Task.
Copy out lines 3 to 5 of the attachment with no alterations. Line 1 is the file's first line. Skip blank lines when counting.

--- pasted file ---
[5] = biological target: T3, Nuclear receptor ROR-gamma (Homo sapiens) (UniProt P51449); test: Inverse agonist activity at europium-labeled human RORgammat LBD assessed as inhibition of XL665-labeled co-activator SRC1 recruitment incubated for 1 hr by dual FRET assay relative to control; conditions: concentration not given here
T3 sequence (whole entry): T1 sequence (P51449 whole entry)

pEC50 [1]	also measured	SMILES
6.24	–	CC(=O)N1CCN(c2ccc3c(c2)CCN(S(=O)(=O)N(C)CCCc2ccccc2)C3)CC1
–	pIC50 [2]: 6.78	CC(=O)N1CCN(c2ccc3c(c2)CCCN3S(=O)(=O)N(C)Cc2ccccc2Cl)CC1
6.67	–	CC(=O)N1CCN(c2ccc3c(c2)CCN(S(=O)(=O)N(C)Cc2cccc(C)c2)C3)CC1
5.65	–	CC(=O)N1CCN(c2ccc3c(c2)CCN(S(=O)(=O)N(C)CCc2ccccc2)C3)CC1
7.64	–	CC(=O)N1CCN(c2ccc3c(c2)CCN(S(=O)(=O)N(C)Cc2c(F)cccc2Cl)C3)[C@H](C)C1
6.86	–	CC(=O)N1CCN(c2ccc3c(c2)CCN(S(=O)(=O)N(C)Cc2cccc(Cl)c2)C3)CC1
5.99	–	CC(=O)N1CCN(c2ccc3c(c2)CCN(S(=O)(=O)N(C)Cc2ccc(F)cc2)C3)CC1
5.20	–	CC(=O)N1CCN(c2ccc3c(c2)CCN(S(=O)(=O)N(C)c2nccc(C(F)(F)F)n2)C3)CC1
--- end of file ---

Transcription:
pEC50 [1]	also measured	SMILES
6.24	–	CC(=O)N1CCN(c2ccc3c(c2)CCN(S(=O)(=O)N(C)CCCc2ccccc2)C3)CC1
–	pIC50 [2]: 6.78	CC(=O)N1CCN(c2ccc3c(c2)CCCN3S(=O)(=O)N(C)Cc2ccccc2Cl)CC1